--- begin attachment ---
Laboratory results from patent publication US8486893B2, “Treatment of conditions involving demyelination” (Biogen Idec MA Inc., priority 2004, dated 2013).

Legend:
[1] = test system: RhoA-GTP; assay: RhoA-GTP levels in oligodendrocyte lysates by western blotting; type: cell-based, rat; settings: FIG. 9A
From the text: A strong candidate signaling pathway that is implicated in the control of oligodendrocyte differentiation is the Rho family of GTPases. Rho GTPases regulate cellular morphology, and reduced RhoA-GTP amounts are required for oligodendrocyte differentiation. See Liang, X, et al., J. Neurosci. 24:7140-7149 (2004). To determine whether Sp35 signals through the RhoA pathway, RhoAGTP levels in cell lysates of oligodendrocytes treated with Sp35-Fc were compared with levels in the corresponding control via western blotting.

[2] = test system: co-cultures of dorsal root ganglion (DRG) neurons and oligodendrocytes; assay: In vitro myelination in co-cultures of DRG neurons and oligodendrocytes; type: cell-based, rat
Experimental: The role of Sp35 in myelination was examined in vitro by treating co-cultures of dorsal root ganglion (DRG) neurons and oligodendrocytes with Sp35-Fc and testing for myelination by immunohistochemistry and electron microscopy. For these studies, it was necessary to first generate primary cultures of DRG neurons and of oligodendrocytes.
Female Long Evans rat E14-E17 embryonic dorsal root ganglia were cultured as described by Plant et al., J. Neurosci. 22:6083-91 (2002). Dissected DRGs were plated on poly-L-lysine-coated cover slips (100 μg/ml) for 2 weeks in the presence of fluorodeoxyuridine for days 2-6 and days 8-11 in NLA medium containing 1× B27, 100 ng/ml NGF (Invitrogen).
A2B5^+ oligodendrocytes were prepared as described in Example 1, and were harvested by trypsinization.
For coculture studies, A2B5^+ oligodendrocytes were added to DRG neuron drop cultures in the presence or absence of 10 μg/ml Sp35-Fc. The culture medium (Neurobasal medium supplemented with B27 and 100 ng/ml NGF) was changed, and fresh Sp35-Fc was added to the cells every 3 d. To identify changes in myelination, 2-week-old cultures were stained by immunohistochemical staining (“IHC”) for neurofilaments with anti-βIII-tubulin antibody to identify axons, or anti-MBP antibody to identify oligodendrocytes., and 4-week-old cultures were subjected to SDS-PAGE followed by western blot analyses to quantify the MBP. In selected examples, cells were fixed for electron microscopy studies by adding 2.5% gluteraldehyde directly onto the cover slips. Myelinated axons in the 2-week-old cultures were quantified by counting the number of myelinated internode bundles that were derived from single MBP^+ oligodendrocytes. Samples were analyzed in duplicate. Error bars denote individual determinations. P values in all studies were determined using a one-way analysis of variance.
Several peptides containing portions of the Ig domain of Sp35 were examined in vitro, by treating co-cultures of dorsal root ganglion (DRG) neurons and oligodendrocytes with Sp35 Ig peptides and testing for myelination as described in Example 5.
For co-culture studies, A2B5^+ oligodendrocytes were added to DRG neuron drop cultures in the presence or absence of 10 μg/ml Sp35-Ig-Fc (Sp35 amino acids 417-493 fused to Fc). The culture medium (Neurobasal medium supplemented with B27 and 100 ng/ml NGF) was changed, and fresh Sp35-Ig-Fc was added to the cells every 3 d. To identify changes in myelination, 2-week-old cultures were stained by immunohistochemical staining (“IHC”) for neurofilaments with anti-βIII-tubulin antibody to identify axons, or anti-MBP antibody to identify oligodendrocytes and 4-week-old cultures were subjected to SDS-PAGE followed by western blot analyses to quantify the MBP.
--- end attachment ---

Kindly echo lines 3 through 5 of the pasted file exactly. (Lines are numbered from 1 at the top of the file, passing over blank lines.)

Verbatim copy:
[1] = test system: RhoA-GTP; assay: RhoA-GTP levels in oligodendrocyte lysates by western blotting; type: cell-based, rat; settings: FIG. 9A
From the text: A strong candidate signaling pathway that is implicated in the control of oligodendrocyte differentiation is the Rho family of GTPases. Rho GTPases regulate cellular morphology, and reduced RhoA-GTP amounts are required for oligodendrocyte differentiation. See Liang, X, et al., J. Neurosci. 24:7140-7149 (2004). To determine whether Sp35 signals through the RhoA pathway, RhoAGTP levels in cell lysates of oligodendrocytes treated with Sp35-Fc were compared with levels in the corresponding control via western blotting.

[2] = test system: co-cultures of dorsal root ganglion (DRG) neurons and oligodendrocytes; assay: In vitro myelination in co-cultures of DRG neurons and oligodendrocytes; type: cell-based, rat